Melbourne is reeling from a tragedy at the moment. Once more we have the case of an offender who has committed a large scale crime. This time the weapon was a car and it resulted in multiple victim’s deaths and injuries.
Once more there will be soul searching and recriminations about whether previous offending was dealt with severely enough or whether the offender was let off too lightly. I think that the bigger issue is that we are not coming to grips with the dominant cause of violent behaviour.
Adrian Raine, the neurocriminologist, has demonstrated that there is a strong genetic cause to violent behaviour – he has shown that being jailed for violent crime is at least 50% caused by the person’s genes (Raine, 2014).
Sadly we find in so many cases that the spectacular crime that catches our attention and results in widespread tragedy is just the peak of a long record of such behaviour. My point is that ignoring the genetic causes of violence simply results in more victims. Education programmes focussing on why we should respect each other, abhor violence against women and act to minimise bullying are a great idea and there is strong evidence that they work. But they are not enough. If someone has a genetic inclination to do something then community education programmes are unlikely to have much effect.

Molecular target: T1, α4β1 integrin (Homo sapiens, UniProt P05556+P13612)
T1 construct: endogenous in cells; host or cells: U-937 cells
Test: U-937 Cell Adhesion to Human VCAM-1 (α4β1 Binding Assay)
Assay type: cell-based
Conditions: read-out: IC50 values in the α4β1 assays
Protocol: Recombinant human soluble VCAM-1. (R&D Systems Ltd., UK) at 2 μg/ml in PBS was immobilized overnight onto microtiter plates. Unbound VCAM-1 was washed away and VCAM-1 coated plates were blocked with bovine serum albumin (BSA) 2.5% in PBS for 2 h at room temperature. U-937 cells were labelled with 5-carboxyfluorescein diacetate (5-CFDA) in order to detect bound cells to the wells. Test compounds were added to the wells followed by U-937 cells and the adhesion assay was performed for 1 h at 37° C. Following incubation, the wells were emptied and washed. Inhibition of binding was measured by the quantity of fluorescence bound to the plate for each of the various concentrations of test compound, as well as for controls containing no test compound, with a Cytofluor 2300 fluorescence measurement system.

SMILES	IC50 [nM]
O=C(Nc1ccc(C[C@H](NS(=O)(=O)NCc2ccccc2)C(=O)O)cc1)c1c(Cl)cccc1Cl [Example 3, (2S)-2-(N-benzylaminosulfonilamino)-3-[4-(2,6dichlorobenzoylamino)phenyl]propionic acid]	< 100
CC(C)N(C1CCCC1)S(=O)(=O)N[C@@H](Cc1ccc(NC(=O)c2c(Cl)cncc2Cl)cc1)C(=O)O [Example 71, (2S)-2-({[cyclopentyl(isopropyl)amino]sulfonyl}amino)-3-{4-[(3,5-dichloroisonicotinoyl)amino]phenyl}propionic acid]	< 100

What Raine suggests is a kind of early intervention approach where people who demonstrate genetic inclination to violence are required to participate in programmes designed to increase self-awareness of the tendency to violence and self-control so that the tendency is not lived out. He also suggests a kind of ongoing surveillance which civil libertarians would have big problems with. In any event, ignoring the genetic causes of violence seems to be resulting in more victims, and that is a very sad thing.
These genetic tendencies also apply in employees, but we have the advantage in companies that we can screen for them and simply not hire people who show the markers such as trait anger which show up in psychological assessments. Click here to find out how to identify these markers.
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Raine, A, 2014. The Anatomy of Violence: The Biological roots of Crime. Penguin Books.
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